All of the materials (piping, hardware, adhesives, tape, etc.) required for this project can be purchased for about $50-$60 from your local hardware store and the entire project can be assembled in an afternoon. Remember, we are not building a piano! No need to agonize over 1/64 of an inch or a slightly rough cut!!! I THOROUGHLY RECOMMEND READING THIS ENTIRE SET OF INSTRUCTIONS PRIOR TO BEGINNING YOUR BUILD FOR OBVIOUS REASONS! And most importantly, be sure to have fun, take your time, and enjoy reaping the benefits of having a convenient setup that stores well and keeps all of your gear at your fingertips! HERE WE GO!!!


The list of tools required to complete this project is short and are probably tools you already have on hand. If you do not have a particular tool, use that ingenuity of yours to figure out a way around it! Or use your wallet to go out and buy the tool!!


Tape Measurer
PVC cutters
5/16″ Drill Bit
5/8” Drill Bit (can substitute with a 1″ step bit)
Pliers and/or a crescent wrench
Miter Saw (optional)
Vise (optional)


As stated previously, all of these bits and pieces were purchased from Lowe’s. But these are common items and I’m sure that most hardware stores will have them.


(2) 8’ Schedule 40 1/2” PVC piping (this includes a little extra “just in case”)
(1) 5’ Schedule 40 1 1/2” PVC piping
(1) SHORTEST PIECE YOU CAN BUY 1” PVC piping (will only need a couple of inches of material)
(8) 1/2” T connectors (slip-slip)
(8) 1/2″ Elbows (slip-slip)
(1) 1 1/2” to 1” Reducing T connector (slip-slip)
(2) 1″ to 1/2″ reducing elbows (slip-slip)
(1) 1″ T connector
(1) 1 1/2” end cap
(7) 1/2” Screw together couplings (slip-slip)
(1) Small bottle of PVC Primer
(1) Small bottle of PVC cement


***You can use galvanized, zinc coated, stainless steel, etc. hardware. Stainless Steel is probably the best option but is also the most expensive. But if you plan on taking your rig into the saltwater, I would definitely recommend stainless steel! If you are a freshwater only float tuber, the cheapest hardware option should work fine***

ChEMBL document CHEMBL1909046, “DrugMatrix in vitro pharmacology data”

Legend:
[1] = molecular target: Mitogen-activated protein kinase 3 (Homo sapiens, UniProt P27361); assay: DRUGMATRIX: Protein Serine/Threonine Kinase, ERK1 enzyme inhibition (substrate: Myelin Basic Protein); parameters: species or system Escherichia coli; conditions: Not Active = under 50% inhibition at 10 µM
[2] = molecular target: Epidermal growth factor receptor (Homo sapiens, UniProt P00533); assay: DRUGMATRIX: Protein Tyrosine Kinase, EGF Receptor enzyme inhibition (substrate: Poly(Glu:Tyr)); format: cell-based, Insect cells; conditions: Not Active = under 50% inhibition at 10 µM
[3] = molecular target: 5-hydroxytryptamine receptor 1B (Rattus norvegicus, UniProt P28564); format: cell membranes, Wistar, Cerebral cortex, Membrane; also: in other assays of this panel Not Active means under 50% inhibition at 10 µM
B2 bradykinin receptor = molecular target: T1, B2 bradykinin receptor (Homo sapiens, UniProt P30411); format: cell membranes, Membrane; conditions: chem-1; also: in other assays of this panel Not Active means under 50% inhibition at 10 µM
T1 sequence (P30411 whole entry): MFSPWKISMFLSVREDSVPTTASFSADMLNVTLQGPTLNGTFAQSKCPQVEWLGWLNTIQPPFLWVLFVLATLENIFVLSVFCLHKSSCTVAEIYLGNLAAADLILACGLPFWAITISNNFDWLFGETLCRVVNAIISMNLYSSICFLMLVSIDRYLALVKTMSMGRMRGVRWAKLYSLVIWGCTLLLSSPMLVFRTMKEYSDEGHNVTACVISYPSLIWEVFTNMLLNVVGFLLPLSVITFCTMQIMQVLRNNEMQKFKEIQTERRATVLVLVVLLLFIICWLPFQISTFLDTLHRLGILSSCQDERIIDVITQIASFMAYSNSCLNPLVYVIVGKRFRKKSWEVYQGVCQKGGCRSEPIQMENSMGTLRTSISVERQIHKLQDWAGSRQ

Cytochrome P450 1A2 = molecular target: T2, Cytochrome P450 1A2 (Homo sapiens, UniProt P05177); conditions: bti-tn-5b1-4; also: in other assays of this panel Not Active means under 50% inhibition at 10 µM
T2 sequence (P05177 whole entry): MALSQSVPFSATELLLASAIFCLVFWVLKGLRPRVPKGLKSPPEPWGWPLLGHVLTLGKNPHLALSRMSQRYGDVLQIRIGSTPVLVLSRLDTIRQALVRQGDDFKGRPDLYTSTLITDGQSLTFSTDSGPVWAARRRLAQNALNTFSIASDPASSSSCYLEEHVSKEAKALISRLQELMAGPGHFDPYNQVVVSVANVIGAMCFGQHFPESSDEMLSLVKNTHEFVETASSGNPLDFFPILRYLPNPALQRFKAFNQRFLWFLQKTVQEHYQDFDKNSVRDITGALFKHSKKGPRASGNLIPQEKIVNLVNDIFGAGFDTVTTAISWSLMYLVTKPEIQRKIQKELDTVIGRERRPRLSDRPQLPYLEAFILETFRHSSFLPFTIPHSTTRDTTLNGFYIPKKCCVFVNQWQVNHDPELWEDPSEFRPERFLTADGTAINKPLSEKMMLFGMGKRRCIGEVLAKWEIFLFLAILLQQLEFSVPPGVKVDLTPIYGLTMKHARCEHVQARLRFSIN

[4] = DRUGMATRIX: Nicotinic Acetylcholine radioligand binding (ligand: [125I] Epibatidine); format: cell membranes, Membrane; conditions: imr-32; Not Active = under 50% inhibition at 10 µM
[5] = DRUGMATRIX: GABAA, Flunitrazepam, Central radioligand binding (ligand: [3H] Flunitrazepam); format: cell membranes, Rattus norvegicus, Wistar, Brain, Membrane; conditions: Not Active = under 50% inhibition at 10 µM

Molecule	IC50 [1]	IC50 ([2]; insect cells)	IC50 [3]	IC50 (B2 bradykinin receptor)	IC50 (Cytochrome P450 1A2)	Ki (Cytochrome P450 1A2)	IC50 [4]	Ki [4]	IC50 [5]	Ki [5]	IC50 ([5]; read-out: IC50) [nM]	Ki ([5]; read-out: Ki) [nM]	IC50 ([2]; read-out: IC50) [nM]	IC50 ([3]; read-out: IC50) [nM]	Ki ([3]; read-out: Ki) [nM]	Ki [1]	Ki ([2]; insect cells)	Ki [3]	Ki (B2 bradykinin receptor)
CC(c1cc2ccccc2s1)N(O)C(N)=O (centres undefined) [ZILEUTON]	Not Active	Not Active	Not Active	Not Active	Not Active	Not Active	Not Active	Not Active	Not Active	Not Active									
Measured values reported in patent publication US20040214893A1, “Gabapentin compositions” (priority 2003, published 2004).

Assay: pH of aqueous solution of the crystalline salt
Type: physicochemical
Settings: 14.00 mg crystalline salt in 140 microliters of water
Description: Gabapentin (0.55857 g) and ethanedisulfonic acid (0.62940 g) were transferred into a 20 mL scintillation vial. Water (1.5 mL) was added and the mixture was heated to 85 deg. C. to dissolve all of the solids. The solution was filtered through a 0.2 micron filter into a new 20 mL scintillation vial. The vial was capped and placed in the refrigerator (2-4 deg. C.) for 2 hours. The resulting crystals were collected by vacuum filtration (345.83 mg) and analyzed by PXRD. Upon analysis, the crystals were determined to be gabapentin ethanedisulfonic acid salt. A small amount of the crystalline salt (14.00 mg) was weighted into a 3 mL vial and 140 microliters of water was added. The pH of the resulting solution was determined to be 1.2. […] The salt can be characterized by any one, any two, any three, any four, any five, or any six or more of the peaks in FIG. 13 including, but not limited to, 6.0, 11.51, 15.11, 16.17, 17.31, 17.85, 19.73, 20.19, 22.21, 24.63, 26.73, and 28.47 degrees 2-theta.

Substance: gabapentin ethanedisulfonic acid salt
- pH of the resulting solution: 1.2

(3) 1/4” x 3” Carriage bolts
(3) 1/4” x 1 1/4” Carriage bolts
(4) 1/4″ x 1 1/4″ eyelets
(4) 1/2” Trigger Snaps (clips)
(10) 1/4″ Acorn Nuts
*no washers required*

Miscellaneous (optional)
(1) Electrical tape
(1) Thread Locker (e.g. Loctite)


So you’ve gathered all of your materials and are now ready to start the prep work! Below is a comprehensive list of all of the bits and pieces that you will need to cut and prime in preparation for this project. Doing this up front will make following the assembly instructions easier and will also make the entire build much quicker!

1/2” PVC pipe

4 @ 21 1/2”
6 @ 5 1/2”
16 @ 1 1/4”
3 @ 1 3/8

1” PVC pipe

3 @ 1 1/2”

1 1/2” PVC pipe

1 @ 2”
1 @ 12”
45 degree miter pieces…
2 @ 13 1/2 FROM LONG POINT TO SHORT POINT! To clarify what that means, refer to the image below…

1” T

Cut the 2 legs at the top of the “T” so that they protrude only about 1/4” from the central portion of the “T”. For clarification, refer to the image below…

After you have made all of your cuts, a compilation of all of your PVC materials and hardware should look like these images…

Note where it says “…PART CODE SHEET”. As you can see in the images, ALL of the parts correspond with a letter. These letters will be used in the step by step instructions to identify the pieces required for that particular step.

Below is a comprehensive list as to the specific pieces that each letter corresponds to:

A. 1/2” PVC cut to 21 1/2”
B. 1/2” PVC cut to 18” (18 3/4” for Super Fat Cat owners)
C. 1/2” PVC cut to 5 1/2”
D. 1/2” PVC cut to 1 1/4”
E. 1” PVC cut to 1 1/2”